The IPCCA processes will illustrate the critical role that indigenous knowledge plays in dealing with current challenges such as extreme climatic events. Further, the IPCCA will seek recognition of the role of indigenous knowledge in order to ensure its integration into national policies such as preparation of National Adaptation Plans of Action and international policies for adaptation financing and other arenas such as the CBD, FAO, UNFCCC and other processes related to indigenous peoples.

The IPCCA also aims towards furthering an indigenous agenda within the wider climate justice and equity agenda, with particular focus on gender roles and recognizing and supporting effective participation of women in mitigation and adaptation responsibilities.

Conceptual framework

To guide the three parallel IPCCA processes, a conceptual framework has been developed, based on indigenous interpretations of local bio cultural territories, indigenous resilience and well-being or buen vivir, and understanding climate change as a manifestation of interactions between direct and indirect drivers and processes of global change.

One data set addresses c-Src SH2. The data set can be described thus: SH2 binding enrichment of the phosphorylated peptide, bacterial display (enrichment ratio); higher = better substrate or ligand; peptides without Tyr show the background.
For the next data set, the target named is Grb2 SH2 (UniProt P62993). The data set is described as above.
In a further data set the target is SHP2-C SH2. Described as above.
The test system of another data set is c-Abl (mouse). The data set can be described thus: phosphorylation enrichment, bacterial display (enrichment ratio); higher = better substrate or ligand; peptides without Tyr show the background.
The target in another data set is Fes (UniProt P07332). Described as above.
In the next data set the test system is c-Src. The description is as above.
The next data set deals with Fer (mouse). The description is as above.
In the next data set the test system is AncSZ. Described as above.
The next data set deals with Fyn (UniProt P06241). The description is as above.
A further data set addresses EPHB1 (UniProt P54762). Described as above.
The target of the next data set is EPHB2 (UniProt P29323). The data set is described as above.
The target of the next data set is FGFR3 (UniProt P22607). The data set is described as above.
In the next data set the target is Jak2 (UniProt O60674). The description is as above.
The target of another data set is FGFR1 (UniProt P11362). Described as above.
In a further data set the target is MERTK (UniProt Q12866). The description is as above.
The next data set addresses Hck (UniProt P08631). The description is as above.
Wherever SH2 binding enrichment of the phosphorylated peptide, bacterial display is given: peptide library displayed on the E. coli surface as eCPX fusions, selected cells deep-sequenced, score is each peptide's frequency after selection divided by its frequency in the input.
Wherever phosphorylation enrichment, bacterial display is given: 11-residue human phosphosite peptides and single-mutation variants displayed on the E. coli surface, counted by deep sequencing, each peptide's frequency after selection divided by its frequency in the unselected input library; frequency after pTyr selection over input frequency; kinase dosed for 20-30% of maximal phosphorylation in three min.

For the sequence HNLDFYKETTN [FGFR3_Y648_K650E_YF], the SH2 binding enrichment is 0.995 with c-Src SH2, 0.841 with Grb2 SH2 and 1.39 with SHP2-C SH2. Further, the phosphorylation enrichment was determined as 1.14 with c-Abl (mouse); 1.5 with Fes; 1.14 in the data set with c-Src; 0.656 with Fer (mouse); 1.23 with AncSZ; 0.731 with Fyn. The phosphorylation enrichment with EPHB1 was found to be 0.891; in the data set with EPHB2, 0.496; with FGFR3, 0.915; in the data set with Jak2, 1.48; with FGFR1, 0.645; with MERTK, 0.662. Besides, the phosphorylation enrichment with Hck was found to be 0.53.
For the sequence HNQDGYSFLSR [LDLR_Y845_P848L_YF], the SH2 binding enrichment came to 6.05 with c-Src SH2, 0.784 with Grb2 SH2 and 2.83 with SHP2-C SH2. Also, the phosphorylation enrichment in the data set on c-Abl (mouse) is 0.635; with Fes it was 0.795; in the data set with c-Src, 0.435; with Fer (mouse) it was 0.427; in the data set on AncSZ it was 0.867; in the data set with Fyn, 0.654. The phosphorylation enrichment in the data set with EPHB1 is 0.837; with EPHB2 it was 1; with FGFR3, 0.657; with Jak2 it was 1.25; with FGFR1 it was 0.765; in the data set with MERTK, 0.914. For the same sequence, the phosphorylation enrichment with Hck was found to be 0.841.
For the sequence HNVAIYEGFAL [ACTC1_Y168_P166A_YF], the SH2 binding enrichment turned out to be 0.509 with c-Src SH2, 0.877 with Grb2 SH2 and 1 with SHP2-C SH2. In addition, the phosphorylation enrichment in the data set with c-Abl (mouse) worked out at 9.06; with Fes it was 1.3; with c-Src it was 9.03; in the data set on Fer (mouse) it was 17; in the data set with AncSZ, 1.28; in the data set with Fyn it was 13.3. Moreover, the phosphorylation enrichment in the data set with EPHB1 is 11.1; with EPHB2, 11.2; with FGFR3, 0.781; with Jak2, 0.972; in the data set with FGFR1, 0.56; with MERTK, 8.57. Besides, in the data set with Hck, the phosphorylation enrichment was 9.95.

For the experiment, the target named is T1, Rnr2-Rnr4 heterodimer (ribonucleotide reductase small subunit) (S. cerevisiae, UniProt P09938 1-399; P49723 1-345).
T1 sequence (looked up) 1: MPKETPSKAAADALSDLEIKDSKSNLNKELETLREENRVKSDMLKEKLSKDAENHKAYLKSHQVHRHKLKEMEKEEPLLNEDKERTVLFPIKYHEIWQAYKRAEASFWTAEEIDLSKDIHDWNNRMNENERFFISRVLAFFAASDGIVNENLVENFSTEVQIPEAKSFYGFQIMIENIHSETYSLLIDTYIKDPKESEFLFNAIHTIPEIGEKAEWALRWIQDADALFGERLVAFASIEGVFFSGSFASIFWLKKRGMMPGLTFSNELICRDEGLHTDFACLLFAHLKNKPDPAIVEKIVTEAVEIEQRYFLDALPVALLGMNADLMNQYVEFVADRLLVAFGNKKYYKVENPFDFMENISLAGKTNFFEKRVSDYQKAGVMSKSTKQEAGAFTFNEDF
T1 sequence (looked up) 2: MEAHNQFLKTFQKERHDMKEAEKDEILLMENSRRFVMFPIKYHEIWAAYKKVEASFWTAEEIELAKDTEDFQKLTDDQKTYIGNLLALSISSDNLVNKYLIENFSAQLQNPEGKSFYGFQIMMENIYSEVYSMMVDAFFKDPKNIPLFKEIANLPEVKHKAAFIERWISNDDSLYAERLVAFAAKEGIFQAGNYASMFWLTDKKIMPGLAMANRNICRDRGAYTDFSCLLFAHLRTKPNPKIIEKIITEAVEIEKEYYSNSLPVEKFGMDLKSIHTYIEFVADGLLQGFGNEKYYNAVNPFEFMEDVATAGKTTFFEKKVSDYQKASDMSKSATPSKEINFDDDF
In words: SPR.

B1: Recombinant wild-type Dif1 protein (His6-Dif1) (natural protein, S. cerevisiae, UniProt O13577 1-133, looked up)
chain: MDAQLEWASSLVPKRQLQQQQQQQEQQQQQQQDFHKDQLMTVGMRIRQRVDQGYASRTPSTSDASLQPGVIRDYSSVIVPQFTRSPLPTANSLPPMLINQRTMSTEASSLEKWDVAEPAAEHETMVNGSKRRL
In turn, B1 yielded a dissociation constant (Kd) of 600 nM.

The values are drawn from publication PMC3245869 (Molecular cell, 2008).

The direct and indirect drivers of climate change impact the buen vivir and indigenous resilience that together form a holistic bio cultural system. Examples of the key elements that work towards indigenous resilience and buen vivir, as well as the processes and trends considered to be drivers (for example; economic and socio political trends, traditional resource rights policies, scientific and technological trends are indirect drivers while global consumption and production patterns, land conversion patterns, environmental degradation are direct drivers) are included as guidelines for local assessment partners.

The arrows connecting direct and indirect drivers with the local Bio cultural system and its indigenous buen vivir/resilience show interactions across time and space, providing a means for conceptualizing how processes on multiple scales and with different time-space distributions interact with elements of the Bio cultural system. All arrows are double headed, indicating the mutual relationship between processes and elements of the Bio cultural system.

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© IPCCA 2013
diseño gráfico: Gissel Enriquez